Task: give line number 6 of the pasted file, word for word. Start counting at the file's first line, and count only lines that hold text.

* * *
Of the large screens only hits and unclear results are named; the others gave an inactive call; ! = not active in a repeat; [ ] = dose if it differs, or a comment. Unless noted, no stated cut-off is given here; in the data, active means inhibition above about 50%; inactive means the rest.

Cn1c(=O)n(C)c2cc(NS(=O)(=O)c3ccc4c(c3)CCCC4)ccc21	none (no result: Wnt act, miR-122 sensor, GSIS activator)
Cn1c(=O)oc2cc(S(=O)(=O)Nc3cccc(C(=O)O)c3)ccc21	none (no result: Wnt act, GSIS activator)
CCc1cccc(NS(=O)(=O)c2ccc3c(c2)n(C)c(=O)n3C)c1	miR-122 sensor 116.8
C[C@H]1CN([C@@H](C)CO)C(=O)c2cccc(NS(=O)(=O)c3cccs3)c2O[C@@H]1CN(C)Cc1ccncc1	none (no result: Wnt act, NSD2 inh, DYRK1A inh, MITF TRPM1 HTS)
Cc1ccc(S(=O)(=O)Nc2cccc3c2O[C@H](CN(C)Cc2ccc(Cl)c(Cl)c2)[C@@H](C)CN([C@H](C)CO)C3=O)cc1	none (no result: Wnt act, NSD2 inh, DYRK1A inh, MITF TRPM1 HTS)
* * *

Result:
Cc1ccc(S(=O)(=O)Nc2cccc3c2O[C@H](CN(C)Cc2ccc(Cl)c(Cl)c2)[C@@H](C)CN([C@H](C)CO)C3=O)cc1	none (no result: Wnt act, NSD2 inh, DYRK1A inh, MITF TRPM1 HTS)